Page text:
Making this change has not only benefited me, but has produced noticeable results in my children as well. I have seen a difference in their interactions with me both before and after games. Before, they would sometimes pull away from me or give me a rushed “I know I know” as I was reminding them to use good shooting form in their basketball game or to be “baseball ready” out on the field. Now, I enjoy warm moments with them as they come to me to hug away their nerves or to share their excitement about a big game. After their games, I have noticed a reduction in their frustration and disappointment when they didn’t play well or their team did poorly. Of course, those experiences are still difficult for them, but instead of doing things like sulking or walking slowly behind the rest of us when we go to leave, they will stay closer to me. I can see the comfort they take from knowing I am there with them as their unconditional supporter. By letting them know that my joy comes from simply watching them play, it doesn’t matter the outcome of their performance or the game. I have realized that they don’t need any additional pressure from me as they strive to be the best they can be for themselves.
Brown and Miller’s article showed me that communicating to my children that I love watching them play is one of the greatest things I can do to be a supportive sports parent. If you would like some other tips for positively influencing your child’s athletic experience please see the suggestions below:
- Cheer without giving directions. A simple way to do this is to avoid using verbs. For example, try “great shot” instead of “shoot the ball”.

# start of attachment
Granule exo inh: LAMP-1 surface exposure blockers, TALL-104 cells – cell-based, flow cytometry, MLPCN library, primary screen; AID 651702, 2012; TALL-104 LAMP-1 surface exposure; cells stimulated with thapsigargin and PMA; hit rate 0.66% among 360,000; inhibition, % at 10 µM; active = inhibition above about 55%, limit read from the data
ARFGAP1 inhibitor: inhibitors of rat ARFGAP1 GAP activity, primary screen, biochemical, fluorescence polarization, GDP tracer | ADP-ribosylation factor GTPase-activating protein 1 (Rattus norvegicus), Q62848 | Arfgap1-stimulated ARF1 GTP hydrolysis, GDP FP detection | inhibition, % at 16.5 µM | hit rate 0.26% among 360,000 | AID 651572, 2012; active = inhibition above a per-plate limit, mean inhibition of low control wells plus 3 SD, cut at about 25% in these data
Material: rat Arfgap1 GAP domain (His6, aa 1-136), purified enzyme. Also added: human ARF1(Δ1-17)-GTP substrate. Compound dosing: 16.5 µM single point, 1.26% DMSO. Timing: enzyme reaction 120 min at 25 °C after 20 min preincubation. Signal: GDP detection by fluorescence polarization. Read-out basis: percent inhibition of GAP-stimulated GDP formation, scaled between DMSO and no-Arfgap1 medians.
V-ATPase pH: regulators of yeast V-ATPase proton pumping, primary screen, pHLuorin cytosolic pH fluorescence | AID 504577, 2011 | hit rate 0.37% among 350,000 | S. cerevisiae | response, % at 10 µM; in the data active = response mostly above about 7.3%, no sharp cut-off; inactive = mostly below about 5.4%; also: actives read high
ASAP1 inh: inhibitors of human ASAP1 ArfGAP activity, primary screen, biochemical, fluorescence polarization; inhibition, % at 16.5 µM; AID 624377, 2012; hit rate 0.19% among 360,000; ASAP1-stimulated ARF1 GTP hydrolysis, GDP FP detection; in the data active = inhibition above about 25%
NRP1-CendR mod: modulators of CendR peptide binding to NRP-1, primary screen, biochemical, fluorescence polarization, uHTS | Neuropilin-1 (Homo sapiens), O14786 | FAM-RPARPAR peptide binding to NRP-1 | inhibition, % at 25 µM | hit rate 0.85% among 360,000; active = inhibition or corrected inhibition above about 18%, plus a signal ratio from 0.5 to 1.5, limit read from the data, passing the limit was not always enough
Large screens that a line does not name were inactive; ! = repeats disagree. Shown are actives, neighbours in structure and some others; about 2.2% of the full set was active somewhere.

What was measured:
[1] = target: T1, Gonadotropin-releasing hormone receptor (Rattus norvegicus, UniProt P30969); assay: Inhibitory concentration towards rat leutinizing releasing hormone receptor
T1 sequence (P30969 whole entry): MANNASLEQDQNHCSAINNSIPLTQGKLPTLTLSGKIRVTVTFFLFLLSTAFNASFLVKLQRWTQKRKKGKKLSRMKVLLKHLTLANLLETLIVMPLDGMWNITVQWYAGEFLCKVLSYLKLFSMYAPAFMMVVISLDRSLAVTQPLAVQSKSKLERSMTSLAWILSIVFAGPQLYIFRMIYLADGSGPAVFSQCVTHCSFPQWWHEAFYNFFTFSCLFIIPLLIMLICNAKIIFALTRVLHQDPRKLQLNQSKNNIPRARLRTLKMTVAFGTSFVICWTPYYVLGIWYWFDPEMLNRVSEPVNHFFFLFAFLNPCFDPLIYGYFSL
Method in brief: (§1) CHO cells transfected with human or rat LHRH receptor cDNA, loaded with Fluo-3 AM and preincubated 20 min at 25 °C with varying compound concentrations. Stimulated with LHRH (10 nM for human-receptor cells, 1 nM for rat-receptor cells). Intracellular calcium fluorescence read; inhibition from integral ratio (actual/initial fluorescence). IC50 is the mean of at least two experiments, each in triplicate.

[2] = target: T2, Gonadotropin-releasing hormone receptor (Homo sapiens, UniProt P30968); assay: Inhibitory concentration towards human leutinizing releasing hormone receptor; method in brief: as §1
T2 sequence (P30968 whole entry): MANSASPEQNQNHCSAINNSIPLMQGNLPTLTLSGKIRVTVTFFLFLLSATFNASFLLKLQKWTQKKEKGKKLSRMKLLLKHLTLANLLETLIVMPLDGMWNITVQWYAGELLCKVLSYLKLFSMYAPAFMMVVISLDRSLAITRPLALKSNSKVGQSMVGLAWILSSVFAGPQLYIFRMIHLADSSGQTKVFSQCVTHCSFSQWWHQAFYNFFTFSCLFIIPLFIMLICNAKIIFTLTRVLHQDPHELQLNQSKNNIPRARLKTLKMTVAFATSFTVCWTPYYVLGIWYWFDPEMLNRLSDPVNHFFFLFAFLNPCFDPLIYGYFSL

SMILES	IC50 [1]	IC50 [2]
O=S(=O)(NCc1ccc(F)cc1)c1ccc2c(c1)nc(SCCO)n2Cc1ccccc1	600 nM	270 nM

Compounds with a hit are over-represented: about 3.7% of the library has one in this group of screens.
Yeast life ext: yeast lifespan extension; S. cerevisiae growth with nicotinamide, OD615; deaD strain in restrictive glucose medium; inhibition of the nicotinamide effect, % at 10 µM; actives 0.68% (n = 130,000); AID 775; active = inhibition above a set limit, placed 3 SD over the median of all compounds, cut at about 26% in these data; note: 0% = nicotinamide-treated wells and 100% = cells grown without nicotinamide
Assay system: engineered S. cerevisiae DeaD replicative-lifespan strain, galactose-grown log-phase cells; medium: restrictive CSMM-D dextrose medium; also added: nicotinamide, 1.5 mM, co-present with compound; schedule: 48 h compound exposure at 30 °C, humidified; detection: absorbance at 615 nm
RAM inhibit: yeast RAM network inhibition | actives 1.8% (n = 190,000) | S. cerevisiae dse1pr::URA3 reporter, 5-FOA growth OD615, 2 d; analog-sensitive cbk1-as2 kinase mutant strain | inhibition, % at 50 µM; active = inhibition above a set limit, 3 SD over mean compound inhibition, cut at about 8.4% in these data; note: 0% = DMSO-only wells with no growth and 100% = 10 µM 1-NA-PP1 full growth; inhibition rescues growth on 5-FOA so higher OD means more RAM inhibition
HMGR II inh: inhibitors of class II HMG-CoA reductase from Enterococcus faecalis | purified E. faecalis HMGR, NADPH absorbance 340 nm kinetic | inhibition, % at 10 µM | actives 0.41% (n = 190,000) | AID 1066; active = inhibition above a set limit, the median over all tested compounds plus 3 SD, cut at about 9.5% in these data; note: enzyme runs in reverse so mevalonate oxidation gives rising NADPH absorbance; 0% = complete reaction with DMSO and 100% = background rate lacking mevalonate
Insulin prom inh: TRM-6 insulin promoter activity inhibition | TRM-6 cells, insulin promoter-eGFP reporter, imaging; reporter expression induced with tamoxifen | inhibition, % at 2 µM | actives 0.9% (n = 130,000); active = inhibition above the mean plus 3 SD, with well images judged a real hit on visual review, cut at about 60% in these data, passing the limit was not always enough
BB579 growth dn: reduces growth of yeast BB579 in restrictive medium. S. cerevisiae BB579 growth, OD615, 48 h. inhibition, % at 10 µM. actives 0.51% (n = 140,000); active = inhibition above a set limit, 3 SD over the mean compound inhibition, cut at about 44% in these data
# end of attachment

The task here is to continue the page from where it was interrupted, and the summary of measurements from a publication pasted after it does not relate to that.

- Allow your child to create their own definition of success as it relates to their sports experiences. Talk to them about what their goals are for each season. Ask them to explain what they hope to learn and how they hope to feel when playing. Let them know you are excited to be there to watch them play and learn and work towards their goals.
- Remind your child that mistakes and struggles are a part of learning. Let them know they won’t be able to get better at the sports they are playing without taking risks by trying new skills and re-trying things that don’t go well the first time. A great way to do this is by teaching them that the brain is like a muscle that gets stronger with use. See our past post Slow Down and Share Sunday- Mistakes for some ideas of easy ways to talk to your children about this.
- Allow your child to discuss their games with you. Avoid giving unsolicited post-game analysis and wait for them to approach you when they are ready to discuss the game or ask questions about the sport. If you give them the space they need, they will come to you when they’re ready to listen which will allow them to gain much more from the conversation.
- If your child approaches you with negative feelings about their performance try using a “you’re the kind of person who….” statement. For example, if your child says to you “I missed all my shots in my game today,” reply with a statement like, “You did miss all your shots, but you are the kind of person who keeps trying.” Assist them in transitioning from focusing on the negative to seeing the positive.
- Avoid pushing sports on your children. Instead, let them push you to help them. An easy way to do this is to let your child know you would love to rebound for them so they can work on their jump shot. Or communicate that you would be happy to take them to the park and pitch balls to them for hitting practice. Let them know you are available and then wait for them to approach you.
- Finally, don’t lose sight of what is important. Only 1-2% of child athletes go on to get scholarships, but close to 100% of children play sports because they enjoy it and want to have fun.